EU forest strategy

A new opportunity for jobs and biodiversity

Anna Holmberg and Mårten Larsson from the Swedish Forest Industries explain how a post-2020 EU Forest Strategy can help the European economy recover post-Corona and why it must contain economic, social and environmental pillars. Forests can be managed as an infinite resource, they say (and supermarket shelves will soon be full of toilet paper again).


Q: Why talk about forests now, in the middle of the Corona crisis and with a post-2020 EU Forest Strategy only due late this year at the earliest?

Anna Holmberg: Work on the strategy has already started, both in the European Commission and in the European Parliament. Finnish MEP Petri Sarvamaa is Rapporteur for an own-initiative report that he presented just before the Corona crisis. The deadline for amendments to that is still 7 April.

Mårten Larsson: The Corona crisis will affect everything, even forest policy. For one, it is slowing everything down, which means time for a more thorough analysis of all aspects of the Green Deal, including a post-2020 Forest Strategy. Second, the jobs and rural development potential of forest-based value chains becomes even more important than before. It is essential to realise that using products from the forest-based sector creates more jobs than purely preserving forests as carbon sinks.

Anna: The crisis has also made the society more aware that we make critical products. Think of tissues, masks and toilet paper. 'Why have we run out of toilet paper?' is the question on everyone's lips. People didn't realise we have more than enough production capacity. The shelves are empty because of "just-in-time" logistics. When demand suddenly jumps by 800%, no supply chain in the world can respond right away.

Q: The EU already has a Forest Strategy. How will the post-2020 strategy be different? What impact will it have?

Anna: The existing strategy is from 2013. There is nothing wrong with it, but the world has moved on. At the time we didn't have a land use, land-use change and forestry (LULUCF) regulation, sustainability criteria for solid biomass, sustainable finance architecture, a circular economy action plan or even the UN Sustainable Development Goals (SDGs).

In addition, many more EU policies directly or indirectly affect forests and their products than in the past. It's much more important to have an umbrella framework for the sector.

Mårten: We need a strong strategy so that different parts of the EU don't come up with different interpretations of what sustainable forest management is, for example. It is also an opportunity to recognise that the EU can promote sustainable forestry in areas where it has strong competence such as the Common Agricultural Policy (CAP). A good example is the "1 hectare initiative" announced by the former EU agriculture Commissioner Phil Hogan last year, which promotes afforestation on marginal agricultural land.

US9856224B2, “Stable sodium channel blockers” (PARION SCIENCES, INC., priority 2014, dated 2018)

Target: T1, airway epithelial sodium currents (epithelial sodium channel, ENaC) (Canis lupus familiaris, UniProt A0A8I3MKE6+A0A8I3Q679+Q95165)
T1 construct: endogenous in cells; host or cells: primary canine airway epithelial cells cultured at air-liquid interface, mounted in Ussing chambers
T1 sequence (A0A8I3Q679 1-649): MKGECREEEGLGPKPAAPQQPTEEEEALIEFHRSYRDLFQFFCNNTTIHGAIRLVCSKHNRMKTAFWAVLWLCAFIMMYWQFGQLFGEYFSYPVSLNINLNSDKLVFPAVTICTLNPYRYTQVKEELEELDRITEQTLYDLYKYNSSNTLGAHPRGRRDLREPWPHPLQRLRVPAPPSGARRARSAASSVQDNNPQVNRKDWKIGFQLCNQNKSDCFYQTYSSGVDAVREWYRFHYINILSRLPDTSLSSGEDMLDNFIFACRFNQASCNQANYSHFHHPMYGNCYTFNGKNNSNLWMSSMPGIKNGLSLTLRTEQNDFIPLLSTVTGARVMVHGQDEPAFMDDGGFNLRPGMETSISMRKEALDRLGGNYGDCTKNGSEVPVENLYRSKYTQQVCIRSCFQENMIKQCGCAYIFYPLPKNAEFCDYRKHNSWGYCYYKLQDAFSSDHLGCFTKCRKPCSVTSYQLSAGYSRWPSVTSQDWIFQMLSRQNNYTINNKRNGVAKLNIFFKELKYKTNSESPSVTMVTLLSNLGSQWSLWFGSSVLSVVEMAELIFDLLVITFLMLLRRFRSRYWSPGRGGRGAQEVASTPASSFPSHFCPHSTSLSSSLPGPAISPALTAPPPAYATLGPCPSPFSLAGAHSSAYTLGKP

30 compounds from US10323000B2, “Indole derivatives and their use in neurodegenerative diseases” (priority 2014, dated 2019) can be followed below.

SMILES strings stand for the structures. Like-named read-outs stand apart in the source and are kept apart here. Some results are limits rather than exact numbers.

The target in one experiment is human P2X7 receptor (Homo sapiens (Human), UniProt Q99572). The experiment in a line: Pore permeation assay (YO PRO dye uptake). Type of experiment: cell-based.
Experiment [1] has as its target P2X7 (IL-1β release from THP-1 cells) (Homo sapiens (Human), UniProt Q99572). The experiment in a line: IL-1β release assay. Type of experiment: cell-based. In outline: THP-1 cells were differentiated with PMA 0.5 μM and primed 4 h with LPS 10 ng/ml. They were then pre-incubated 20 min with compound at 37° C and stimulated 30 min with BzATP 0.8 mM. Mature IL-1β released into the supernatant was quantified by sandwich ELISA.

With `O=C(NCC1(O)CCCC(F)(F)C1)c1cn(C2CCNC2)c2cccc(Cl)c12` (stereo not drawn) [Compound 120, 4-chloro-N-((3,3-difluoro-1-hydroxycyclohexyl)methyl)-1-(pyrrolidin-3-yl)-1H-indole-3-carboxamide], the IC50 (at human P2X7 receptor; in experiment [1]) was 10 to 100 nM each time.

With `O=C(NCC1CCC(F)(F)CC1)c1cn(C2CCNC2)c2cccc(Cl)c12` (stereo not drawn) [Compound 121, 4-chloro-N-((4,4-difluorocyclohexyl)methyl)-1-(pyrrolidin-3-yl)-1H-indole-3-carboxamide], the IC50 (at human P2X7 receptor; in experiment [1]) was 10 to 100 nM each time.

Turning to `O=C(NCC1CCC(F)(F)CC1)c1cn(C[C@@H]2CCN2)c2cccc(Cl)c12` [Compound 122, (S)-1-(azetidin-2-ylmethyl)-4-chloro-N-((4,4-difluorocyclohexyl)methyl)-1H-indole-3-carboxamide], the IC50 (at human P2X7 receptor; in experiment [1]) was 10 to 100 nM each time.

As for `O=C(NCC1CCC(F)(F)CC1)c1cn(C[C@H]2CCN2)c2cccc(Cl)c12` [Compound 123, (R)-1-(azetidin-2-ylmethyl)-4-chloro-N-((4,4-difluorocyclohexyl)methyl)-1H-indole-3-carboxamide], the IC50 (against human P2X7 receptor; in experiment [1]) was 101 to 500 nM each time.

Q: What is the EU's role in forest management, which is a member state rather than EU competence? What are your top priorities for the post-2020 Forest Strategy?

Anna: First, it has to be a standalone policy. It should not be subordinate to other policies, for example a new 2030 biodiversity strategy. Second, it should encompass the full forest-based value chain, from forests to end-consumers. And third, it needs to recognise the three pillars of sustainable forest management: economic (timber production), social (e.g. recreation) and environmental (e.g. biodiversity protection).

Mårten: We want a market-driven sector where forest owners can make a living and make it possible for them to invest not only in growing trees but in growing a forest's social and environmental value.

Anna: Forest management is a member state competence, but forests are also part of environment, energy and climate policy, which are led by the EU. We recognise that the EU is not trying to define how to manage a forest, but how forests can contribute to these wider goals. The post-2020 EU Forest Strategy can contribute to clarifying the balance between EU and member states competences.

Mårten: This is not only an issue for Sweden, Finland or Austria. You have substantial forest holdings in most Member States. In practice, sustainable forest management will differ in different countries depending on tree species, climate, soil conditions and so forth. The central principle we adhere to however, is that forests should be managed in such a way that future generations have at least the same benefits from them as we have today.

Q: Are forests an infinite resource? We often hear that the availability of land for example ultimately limits bio-resources such as trees.

Mårten: Land is finite, but forests can be managed as an infinite resource - if they are managed well, not if they are managed badly. If you do not manage them at all morever, you increase the risk of calamities such as insect infections and damage from storms or fires.

Anna: Forests are an asset like any other. Owners work their assets to make them pay dividends. Today those dividends are not only measured in terms of timber, but also in terms of social and environmental value.

Facts and figures:

  • Between 1990 and 2015, European forest volume grew by 40%. (FAO data)
  • EU forest-based industries employ around 3 million people. In some Swedish regions, the forest industry accounts for 20% or more of industrial employment, making it a cornerstone for rural development.
  • The Swedish forest industry is nearly entirely fossil-fuel free and the largest Swedish producer of renewable electricity outside of the power sector.
  • The forest industry can contribute to the EU climate goals in three ways: 1) by sequestration of CO2 in growing trees, 2) by storage of carbon in harvested wood products, and 3) by substitution, when bio-based products and bioenergy replace fossil fuels.